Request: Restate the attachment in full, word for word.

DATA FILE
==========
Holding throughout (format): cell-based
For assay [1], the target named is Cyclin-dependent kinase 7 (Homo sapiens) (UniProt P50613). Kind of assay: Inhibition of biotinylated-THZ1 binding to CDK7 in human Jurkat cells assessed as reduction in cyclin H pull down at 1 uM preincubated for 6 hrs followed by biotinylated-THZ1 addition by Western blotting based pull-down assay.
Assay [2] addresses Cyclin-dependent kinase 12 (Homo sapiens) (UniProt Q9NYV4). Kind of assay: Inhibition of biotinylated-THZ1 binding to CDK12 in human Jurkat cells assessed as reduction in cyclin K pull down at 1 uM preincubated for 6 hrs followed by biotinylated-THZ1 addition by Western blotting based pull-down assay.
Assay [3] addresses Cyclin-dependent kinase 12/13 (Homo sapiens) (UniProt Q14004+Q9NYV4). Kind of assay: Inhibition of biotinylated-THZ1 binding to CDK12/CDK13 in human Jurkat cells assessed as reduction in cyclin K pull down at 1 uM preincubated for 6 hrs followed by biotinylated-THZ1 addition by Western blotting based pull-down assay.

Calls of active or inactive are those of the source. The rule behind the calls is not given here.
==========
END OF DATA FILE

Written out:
Holding throughout (format): cell-based
For assay [1], the target named is Cyclin-dependent kinase 7 (Homo sapiens) (UniProt P50613). Kind of assay: Inhibition of biotinylated-THZ1 binding to CDK7 in human Jurkat cells assessed as reduction in cyclin H pull down at 1 uM preincubated for 6 hrs followed by biotinylated-THZ1 addition by Western blotting based pull-down assay.
Assay [2] addresses Cyclin-dependent kinase 12 (Homo sapiens) (UniProt Q9NYV4). Kind of assay: Inhibition of biotinylated-THZ1 binding to CDK12 in human Jurkat cells assessed as reduction in cyclin K pull down at 1 uM preincubated for 6 hrs followed by biotinylated-THZ1 addition by Western blotting based pull-down assay.
Assay [3] addresses Cyclin-dependent kinase 12/13 (Homo sapiens) (UniProt Q14004+Q9NYV4). Kind of assay: Inhibition of biotinylated-THZ1 binding to CDK12/CDK13 in human Jurkat cells assessed as reduction in cyclin K pull down at 1 uM preincubated for 6 hrs followed by biotinylated-THZ1 addition by Western blotting based pull-down assay.

Calls of active or inactive are those of the source. The rule behind the calls is not given here.